So, the blogosphere/twitterverse meme of the day is the incredulity everyone feels at the alleged price hike that 37Signals imposed on customers. This storm harks back to a similar storm that my friends at Zendesk suffered through a few months ago.

I’ll not go into the did they/didn’t they argument around the price rise. Suffice it to say that Jason Fried from 37signals id adamant that prices have risen while over on CloudAve Zoli delves into this part of the story some more.

However there’s something bigger going on here that I wanted to talk about – and that is the trait of proprietary software developing open-source like attributes.

Let’s swing back to three years ago when I wrote a piece suggesting that SaaS vendors could take an open source like approach to community building. The crux of the post was that I asked readers to:

Imagine if you will a situation where a revenue generating SaaS product builds a community of such committed users that they become the salesforce, an integral part of the development team and the PR gang

Well, 37Signals is the quintessential example of this in practice. They’ve got a band of almost religious users who have truly become evangelists for their product. It feels almost like the fervor that one gets from an open source conference (with fewer beards, shorter hair and less dogma!)

All that’s great, until something happens. Like a “price rise” (and for the purposes of this article we’ll accept that, despite Basecamp prices not actually rising, the hiding of the lower tiers constitutes a price rise in some eyes).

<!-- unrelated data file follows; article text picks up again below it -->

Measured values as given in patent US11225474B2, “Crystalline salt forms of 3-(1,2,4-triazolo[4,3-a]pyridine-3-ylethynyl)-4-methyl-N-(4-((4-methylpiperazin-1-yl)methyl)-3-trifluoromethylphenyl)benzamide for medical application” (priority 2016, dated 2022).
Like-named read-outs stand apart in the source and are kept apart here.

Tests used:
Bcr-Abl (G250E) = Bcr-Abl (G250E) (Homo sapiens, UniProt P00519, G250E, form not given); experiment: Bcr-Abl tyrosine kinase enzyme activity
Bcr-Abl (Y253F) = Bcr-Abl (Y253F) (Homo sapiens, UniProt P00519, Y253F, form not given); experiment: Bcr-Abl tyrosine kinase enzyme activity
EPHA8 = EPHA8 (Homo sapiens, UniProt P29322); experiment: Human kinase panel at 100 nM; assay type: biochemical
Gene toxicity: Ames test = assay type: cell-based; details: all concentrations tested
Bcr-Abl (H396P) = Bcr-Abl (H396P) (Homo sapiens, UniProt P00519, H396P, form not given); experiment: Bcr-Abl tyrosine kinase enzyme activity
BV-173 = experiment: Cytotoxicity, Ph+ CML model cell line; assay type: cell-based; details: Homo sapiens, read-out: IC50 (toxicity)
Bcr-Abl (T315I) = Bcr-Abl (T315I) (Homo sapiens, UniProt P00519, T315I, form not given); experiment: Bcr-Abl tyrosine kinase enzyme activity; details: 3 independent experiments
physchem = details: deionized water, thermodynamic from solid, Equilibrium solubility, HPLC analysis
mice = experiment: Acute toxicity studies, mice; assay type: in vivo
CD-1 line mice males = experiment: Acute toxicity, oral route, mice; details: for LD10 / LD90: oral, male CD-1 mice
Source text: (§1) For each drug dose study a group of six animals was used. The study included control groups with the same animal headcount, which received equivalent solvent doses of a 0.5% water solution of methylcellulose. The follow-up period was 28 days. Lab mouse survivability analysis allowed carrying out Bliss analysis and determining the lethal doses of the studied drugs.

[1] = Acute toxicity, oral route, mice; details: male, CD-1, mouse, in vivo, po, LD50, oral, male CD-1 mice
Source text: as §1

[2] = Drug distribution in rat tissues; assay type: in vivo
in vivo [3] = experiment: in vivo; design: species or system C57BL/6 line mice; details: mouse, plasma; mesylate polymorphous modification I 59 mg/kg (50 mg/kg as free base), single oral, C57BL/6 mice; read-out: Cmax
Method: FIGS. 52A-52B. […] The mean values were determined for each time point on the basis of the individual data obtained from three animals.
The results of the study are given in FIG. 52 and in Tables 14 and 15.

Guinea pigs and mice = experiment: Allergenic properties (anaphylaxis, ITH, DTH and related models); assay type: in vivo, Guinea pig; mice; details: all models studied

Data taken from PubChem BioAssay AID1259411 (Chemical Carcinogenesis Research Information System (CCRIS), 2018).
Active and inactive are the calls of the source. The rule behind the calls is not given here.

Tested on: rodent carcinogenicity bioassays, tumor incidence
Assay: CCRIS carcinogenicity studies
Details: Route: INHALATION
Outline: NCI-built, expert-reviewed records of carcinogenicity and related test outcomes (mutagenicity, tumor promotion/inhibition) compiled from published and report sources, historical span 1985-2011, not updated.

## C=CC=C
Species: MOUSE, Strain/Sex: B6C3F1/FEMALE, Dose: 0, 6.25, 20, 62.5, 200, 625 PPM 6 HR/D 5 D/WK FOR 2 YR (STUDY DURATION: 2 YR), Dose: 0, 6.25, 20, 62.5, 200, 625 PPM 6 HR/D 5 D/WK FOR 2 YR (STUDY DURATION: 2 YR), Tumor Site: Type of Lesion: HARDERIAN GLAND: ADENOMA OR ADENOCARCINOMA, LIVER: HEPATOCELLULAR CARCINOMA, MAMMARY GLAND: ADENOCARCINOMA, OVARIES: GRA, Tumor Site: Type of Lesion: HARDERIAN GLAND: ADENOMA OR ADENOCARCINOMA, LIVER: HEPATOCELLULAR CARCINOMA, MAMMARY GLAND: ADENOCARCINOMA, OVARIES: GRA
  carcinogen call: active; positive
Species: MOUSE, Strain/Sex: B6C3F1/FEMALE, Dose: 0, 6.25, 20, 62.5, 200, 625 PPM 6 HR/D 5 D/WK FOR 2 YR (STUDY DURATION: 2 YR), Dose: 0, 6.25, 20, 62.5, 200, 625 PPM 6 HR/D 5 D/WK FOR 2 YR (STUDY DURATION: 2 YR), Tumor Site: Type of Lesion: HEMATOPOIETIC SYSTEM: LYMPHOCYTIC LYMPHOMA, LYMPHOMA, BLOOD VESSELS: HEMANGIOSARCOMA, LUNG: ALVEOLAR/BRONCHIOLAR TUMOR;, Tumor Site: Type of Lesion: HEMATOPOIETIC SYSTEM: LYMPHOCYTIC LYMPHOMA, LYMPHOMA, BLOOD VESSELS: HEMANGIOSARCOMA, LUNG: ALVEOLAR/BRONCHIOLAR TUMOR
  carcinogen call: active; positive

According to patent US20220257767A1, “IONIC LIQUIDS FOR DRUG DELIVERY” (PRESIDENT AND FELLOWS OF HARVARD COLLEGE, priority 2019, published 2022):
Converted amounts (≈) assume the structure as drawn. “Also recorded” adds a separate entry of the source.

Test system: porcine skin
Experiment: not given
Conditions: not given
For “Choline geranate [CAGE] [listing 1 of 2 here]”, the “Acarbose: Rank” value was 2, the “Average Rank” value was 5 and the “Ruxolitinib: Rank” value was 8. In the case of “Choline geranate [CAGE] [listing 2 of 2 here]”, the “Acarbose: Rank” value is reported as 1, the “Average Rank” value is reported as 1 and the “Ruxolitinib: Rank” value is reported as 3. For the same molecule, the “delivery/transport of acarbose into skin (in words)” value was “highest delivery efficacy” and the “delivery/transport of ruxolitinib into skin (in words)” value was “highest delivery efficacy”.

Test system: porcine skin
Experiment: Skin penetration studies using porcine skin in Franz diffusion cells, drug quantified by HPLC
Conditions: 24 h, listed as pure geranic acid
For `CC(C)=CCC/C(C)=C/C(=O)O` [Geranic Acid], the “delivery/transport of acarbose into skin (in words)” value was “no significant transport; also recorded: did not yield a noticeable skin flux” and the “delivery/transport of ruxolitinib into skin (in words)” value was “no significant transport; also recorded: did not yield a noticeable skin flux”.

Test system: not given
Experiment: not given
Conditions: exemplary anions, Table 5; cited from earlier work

So… what to do here? Well nothing really. This is all very much a storm in  tea cup – 37Signals makes great products, it might lose half a dozen customers over this but will gain significant SEO benefit either way. As I aid in a tweet about the price hike:

If people have a problem with #BaseCamp #37Signals pricing they have two options, shut up or move on. No big deal

Perspective people, if you don’t like it you’re welcome to STFU. Or move on. Or better still build your own product to compete with BaseCamp. Either way, just chill.

Enhanced by Zemanta
Ben Kepes

Ben Kepes is a technology evangelist, an investor, a commentator and a business adviser. Ben covers the convergence of technology, mobile, ubiquity and agility, all enabled by the Cloud. His areas of interest extend to enterprise software, software integration, financial/accounting software, platforms and infrastructure as well as articulating technology simply for everyday users.

Leave a Reply

This site uses Akismet to reduce spam. Learn how your comment data is processed.